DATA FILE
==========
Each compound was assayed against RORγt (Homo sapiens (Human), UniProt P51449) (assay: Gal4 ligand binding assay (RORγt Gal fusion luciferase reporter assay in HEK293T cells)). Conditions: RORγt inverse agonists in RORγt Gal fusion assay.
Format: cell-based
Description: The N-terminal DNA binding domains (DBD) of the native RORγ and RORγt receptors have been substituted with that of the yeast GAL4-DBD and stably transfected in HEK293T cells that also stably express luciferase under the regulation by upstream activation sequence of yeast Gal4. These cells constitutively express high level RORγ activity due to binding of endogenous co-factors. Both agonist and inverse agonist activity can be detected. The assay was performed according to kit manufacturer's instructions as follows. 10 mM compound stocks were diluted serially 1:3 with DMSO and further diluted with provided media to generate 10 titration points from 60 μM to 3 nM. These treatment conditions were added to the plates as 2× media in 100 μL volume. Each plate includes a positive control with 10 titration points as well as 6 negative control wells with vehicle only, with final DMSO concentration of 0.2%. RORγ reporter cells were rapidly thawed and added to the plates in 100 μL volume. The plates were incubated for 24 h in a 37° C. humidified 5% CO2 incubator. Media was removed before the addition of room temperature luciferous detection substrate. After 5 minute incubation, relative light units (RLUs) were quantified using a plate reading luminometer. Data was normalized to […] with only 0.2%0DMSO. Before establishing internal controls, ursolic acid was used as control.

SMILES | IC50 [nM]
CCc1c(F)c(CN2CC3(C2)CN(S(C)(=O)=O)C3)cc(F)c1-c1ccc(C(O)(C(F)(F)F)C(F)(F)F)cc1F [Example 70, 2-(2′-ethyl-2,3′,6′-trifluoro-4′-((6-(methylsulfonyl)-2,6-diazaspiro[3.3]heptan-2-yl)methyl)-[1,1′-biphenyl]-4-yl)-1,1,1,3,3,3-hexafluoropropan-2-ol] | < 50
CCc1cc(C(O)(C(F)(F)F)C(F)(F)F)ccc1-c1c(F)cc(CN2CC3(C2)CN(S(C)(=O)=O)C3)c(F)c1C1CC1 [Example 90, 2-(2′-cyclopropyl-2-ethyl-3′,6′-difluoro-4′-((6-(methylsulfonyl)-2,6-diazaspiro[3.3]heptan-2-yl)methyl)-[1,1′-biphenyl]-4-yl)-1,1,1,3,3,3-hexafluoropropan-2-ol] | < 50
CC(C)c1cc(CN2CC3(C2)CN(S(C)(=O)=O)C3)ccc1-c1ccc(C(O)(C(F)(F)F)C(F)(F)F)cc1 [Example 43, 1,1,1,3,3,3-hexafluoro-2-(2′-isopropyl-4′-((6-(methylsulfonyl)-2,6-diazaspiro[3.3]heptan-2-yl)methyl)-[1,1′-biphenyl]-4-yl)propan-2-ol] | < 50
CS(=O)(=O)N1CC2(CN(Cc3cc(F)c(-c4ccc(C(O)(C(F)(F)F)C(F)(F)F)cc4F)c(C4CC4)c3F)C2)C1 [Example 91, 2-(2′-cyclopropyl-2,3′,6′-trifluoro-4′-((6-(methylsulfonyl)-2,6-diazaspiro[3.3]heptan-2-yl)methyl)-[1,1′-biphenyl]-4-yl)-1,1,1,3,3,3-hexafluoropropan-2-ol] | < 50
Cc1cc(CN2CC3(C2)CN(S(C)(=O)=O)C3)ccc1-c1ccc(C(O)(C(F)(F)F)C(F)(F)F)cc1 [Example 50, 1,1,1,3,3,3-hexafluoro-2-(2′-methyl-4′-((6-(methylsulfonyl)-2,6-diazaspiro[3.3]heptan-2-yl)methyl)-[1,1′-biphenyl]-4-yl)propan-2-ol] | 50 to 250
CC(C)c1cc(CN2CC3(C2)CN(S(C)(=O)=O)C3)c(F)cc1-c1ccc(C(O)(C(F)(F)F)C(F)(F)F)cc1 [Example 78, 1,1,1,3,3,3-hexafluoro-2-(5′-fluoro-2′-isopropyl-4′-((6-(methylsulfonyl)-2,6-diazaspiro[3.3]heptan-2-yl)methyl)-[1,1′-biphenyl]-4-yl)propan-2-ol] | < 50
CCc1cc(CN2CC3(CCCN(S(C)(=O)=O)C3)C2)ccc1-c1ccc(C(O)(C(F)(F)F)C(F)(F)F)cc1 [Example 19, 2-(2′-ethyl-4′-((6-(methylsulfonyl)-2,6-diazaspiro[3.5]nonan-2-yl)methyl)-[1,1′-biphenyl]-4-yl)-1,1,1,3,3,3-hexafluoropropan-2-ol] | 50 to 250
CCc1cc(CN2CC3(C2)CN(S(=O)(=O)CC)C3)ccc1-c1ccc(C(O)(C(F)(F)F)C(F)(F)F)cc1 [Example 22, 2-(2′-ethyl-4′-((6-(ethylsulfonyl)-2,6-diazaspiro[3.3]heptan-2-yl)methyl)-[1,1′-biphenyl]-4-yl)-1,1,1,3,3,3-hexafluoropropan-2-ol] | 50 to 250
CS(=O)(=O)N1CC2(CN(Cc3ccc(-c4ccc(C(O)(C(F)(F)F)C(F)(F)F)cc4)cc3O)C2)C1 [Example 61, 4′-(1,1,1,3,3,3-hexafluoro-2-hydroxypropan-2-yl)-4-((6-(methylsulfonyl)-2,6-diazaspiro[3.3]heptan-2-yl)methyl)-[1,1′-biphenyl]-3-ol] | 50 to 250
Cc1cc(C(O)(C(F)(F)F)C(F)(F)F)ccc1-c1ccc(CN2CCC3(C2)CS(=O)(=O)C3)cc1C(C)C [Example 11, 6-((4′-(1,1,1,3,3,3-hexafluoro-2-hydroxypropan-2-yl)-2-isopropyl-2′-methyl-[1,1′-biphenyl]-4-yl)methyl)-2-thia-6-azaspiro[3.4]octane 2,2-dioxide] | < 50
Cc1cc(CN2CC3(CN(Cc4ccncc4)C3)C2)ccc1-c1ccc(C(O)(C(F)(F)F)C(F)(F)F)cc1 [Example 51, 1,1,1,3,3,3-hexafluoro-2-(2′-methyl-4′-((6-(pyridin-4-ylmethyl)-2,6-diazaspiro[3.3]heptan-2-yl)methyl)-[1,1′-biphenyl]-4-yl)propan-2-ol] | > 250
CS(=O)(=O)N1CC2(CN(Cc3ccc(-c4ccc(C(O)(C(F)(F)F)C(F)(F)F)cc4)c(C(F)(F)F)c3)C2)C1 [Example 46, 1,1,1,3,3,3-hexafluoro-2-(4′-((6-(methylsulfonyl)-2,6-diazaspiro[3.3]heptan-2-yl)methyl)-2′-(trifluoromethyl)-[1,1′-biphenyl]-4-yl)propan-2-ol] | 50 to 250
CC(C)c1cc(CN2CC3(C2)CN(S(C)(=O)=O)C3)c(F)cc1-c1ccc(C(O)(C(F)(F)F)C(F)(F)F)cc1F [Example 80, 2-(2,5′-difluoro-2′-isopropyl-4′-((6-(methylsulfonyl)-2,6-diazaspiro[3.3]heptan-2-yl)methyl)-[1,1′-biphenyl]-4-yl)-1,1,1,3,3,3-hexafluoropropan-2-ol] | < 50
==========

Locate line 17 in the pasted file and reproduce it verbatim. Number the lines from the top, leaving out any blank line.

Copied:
CC(C)c1cc(CN2CC3(C2)CN(S(C)(=O)=O)C3)c(F)cc1-c1ccc(C(O)(C(F)(F)F)C(F)(F)F)cc1F [Example 80, 2-(2,5′-difluoro-2′-isopropyl-4′-((6-(methylsulfonyl)-2,6-diazaspiro[3.3]heptan-2-yl)methyl)-[1,1′-biphenyl]-4-yl)-1,1,1,3,3,3-hexafluoropropan-2-ol] | < 50